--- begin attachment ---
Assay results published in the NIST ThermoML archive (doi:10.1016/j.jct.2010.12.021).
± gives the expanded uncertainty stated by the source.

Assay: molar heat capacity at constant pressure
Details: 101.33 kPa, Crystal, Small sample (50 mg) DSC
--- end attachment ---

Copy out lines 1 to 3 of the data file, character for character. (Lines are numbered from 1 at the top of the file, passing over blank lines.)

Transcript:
Assay results published in the NIST ThermoML archive (doi:10.1016/j.jct.2010.12.021).
± gives the expanded uncertainty stated by the source.

Assay: molar heat capacity at constant pressure